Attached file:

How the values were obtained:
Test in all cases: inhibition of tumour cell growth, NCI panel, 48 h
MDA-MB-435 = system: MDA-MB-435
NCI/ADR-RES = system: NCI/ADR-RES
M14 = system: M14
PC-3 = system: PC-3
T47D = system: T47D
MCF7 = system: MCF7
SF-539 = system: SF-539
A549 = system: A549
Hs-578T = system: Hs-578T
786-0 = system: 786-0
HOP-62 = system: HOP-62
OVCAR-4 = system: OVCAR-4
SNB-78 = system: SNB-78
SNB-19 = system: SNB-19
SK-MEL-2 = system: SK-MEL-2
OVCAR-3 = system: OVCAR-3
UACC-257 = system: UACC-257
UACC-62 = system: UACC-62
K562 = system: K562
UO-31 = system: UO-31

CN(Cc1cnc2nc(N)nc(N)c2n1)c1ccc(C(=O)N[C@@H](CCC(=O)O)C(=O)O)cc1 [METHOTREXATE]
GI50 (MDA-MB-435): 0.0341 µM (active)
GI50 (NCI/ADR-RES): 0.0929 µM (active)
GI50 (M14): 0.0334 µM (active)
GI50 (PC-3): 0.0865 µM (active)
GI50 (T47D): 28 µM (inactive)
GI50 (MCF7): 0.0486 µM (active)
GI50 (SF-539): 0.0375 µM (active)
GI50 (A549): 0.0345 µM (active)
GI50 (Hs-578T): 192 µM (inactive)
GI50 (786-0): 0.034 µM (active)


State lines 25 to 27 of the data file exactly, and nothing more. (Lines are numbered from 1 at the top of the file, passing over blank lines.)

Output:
GI50 (NCI/ADR-RES): 0.0929 µM (active)
GI50 (M14): 0.0334 µM (active)
GI50 (PC-3): 0.0865 µM (active)